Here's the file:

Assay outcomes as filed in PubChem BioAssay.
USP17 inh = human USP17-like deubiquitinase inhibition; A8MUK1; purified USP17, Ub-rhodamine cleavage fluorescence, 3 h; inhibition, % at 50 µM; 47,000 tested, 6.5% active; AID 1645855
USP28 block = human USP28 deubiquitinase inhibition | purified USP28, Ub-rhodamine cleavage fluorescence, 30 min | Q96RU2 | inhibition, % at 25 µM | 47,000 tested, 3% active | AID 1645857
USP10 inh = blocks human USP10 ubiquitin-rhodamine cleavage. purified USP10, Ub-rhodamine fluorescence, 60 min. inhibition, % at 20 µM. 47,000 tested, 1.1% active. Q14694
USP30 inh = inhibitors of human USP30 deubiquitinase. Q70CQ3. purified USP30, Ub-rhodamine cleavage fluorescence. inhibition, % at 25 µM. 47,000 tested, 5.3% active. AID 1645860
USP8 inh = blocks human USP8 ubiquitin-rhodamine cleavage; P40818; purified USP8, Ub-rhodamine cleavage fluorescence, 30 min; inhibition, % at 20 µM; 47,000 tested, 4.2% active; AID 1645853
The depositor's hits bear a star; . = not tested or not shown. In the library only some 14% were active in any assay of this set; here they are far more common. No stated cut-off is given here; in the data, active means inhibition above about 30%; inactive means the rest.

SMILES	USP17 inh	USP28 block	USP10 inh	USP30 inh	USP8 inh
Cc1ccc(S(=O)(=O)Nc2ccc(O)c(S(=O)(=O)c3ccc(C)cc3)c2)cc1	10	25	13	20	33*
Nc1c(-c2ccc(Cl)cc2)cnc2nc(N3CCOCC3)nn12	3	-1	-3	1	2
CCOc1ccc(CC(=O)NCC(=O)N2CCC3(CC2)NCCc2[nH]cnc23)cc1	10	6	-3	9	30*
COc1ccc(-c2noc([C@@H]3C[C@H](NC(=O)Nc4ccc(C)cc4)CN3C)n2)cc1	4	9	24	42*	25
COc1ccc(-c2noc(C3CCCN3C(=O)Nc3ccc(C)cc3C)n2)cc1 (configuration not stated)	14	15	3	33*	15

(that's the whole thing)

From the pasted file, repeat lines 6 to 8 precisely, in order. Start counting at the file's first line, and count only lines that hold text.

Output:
USP8 inh = blocks human USP8 ubiquitin-rhodamine cleavage; P40818; purified USP8, Ub-rhodamine cleavage fluorescence, 30 min; inhibition, % at 20 µM; 47,000 tested, 4.2% active; AID 1645853
The depositor's hits bear a star; . = not tested or not shown. In the library only some 14% were active in any assay of this set; here they are far more common. No stated cut-off is given here; in the data, active means inhibition above about 30%; inactive means the rest.

SMILES	USP17 inh	USP28 block	USP10 inh	USP30 inh	USP8 inh